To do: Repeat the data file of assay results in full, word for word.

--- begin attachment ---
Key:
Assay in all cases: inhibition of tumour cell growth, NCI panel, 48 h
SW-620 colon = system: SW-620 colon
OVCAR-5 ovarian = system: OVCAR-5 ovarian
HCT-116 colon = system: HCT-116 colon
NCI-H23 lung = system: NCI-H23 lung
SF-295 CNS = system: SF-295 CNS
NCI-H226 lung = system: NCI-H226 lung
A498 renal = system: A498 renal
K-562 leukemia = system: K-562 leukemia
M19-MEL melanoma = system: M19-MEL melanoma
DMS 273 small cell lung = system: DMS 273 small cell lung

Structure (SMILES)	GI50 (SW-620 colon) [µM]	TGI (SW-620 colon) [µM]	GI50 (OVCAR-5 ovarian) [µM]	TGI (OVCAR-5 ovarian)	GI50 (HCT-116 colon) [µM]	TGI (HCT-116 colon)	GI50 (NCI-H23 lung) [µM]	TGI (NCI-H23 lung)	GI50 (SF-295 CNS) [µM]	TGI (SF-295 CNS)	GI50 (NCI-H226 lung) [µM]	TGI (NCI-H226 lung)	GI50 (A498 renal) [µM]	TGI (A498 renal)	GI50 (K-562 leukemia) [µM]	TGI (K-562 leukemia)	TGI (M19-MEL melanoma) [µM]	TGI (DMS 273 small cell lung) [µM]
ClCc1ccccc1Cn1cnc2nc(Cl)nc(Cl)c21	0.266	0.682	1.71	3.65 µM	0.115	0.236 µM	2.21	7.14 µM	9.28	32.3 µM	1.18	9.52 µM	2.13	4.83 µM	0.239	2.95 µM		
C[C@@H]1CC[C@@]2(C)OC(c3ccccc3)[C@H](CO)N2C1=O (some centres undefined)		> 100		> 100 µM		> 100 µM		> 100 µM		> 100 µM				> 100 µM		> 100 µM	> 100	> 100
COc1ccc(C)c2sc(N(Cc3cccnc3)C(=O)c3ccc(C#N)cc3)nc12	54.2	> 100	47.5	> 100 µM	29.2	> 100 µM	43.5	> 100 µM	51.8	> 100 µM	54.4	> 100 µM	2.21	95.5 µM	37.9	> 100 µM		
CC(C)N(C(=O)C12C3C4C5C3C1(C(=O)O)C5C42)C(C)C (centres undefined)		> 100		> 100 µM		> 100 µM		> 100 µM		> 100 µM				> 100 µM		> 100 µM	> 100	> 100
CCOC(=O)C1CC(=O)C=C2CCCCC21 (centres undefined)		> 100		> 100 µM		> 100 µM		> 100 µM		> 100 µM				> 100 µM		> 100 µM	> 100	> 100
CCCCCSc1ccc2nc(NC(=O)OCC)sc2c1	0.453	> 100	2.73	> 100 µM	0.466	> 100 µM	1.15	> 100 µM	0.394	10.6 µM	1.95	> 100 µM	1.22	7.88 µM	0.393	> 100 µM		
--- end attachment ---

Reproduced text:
Key:
Assay in all cases: inhibition of tumour cell growth, NCI panel, 48 h
SW-620 colon = system: SW-620 colon
OVCAR-5 ovarian = system: OVCAR-5 ovarian
HCT-116 colon = system: HCT-116 colon
NCI-H23 lung = system: NCI-H23 lung
SF-295 CNS = system: SF-295 CNS
NCI-H226 lung = system: NCI-H226 lung
A498 renal = system: A498 renal
K-562 leukemia = system: K-562 leukemia
M19-MEL melanoma = system: M19-MEL melanoma
DMS 273 small cell lung = system: DMS 273 small cell lung

Structure (SMILES)	GI50 (SW-620 colon) [µM]	TGI (SW-620 colon) [µM]	GI50 (OVCAR-5 ovarian) [µM]	TGI (OVCAR-5 ovarian)	GI50 (HCT-116 colon) [µM]	TGI (HCT-116 colon)	GI50 (NCI-H23 lung) [µM]	TGI (NCI-H23 lung)	GI50 (SF-295 CNS) [µM]	TGI (SF-295 CNS)	GI50 (NCI-H226 lung) [µM]	TGI (NCI-H226 lung)	GI50 (A498 renal) [µM]	TGI (A498 renal)	GI50 (K-562 leukemia) [µM]	TGI (K-562 leukemia)	TGI (M19-MEL melanoma) [µM]	TGI (DMS 273 small cell lung) [µM]
ClCc1ccccc1Cn1cnc2nc(Cl)nc(Cl)c21	0.266	0.682	1.71	3.65 µM	0.115	0.236 µM	2.21	7.14 µM	9.28	32.3 µM	1.18	9.52 µM	2.13	4.83 µM	0.239	2.95 µM		
C[C@@H]1CC[C@@]2(C)OC(c3ccccc3)[C@H](CO)N2C1=O (some centres undefined)		> 100		> 100 µM		> 100 µM		> 100 µM		> 100 µM				> 100 µM		> 100 µM	> 100	> 100
COc1ccc(C)c2sc(N(Cc3cccnc3)C(=O)c3ccc(C#N)cc3)nc12	54.2	> 100	47.5	> 100 µM	29.2	> 100 µM	43.5	> 100 µM	51.8	> 100 µM	54.4	> 100 µM	2.21	95.5 µM	37.9	> 100 µM		
CC(C)N(C(=O)C12C3C4C5C3C1(C(=O)O)C5C42)C(C)C (centres undefined)		> 100		> 100 µM		> 100 µM		> 100 µM		> 100 µM				> 100 µM		> 100 µM	> 100	> 100
CCOC(=O)C1CC(=O)C=C2CCCCC21 (centres undefined)		> 100		> 100 µM		> 100 µM		> 100 µM		> 100 µM				> 100 µM		> 100 µM	> 100	> 100
CCCCCSc1ccc2nc(NC(=O)OCC)sc2c1	0.453	> 100	2.73	> 100 µM	0.466	> 100 µM	1.15	> 100 µM	0.394	10.6 µM	1.95	> 100 µM	1.22	7.88 µM	0.393	> 100 µM		